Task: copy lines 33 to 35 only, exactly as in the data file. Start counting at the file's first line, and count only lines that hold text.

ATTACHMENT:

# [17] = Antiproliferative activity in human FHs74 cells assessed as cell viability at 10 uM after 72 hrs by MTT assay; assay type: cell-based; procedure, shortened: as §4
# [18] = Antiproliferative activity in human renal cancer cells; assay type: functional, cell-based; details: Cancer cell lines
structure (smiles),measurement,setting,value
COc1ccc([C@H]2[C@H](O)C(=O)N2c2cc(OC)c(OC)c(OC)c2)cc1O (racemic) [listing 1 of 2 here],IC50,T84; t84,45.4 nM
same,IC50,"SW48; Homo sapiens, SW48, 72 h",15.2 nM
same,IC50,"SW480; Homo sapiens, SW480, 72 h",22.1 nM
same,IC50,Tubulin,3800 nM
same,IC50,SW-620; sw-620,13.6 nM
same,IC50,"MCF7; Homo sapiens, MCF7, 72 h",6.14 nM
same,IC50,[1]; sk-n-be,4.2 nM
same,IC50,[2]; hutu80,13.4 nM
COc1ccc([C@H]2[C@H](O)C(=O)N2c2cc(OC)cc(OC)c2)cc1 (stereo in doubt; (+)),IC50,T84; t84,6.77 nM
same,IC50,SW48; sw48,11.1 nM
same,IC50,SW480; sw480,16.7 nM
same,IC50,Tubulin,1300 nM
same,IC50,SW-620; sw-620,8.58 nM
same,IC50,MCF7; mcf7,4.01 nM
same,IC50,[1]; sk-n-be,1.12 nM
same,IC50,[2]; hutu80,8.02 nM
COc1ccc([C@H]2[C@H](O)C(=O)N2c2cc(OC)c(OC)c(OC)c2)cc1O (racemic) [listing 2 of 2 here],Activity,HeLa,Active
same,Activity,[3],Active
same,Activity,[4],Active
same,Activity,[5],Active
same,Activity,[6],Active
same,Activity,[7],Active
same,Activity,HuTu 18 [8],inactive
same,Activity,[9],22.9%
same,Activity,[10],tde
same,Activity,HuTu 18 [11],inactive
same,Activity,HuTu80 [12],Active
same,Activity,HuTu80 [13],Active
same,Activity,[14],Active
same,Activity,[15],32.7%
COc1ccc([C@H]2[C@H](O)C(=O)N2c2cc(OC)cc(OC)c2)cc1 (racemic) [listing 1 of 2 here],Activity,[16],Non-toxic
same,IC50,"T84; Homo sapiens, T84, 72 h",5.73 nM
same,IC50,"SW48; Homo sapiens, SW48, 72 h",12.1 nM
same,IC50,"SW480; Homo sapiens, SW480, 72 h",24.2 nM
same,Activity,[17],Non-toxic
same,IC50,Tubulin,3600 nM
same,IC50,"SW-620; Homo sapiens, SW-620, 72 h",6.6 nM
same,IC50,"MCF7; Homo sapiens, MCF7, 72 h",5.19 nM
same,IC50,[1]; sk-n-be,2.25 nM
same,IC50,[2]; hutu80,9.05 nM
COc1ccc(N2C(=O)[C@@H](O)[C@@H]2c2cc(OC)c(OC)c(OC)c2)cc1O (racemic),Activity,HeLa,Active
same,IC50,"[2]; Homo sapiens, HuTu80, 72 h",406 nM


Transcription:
same,Activity,[15],32.7%
COc1ccc([C@H]2[C@H](O)C(=O)N2c2cc(OC)cc(OC)c2)cc1 (racemic) [listing 1 of 2 here],Activity,[16],Non-toxic
same,IC50,"T84; Homo sapiens, T84, 72 h",5.73 nM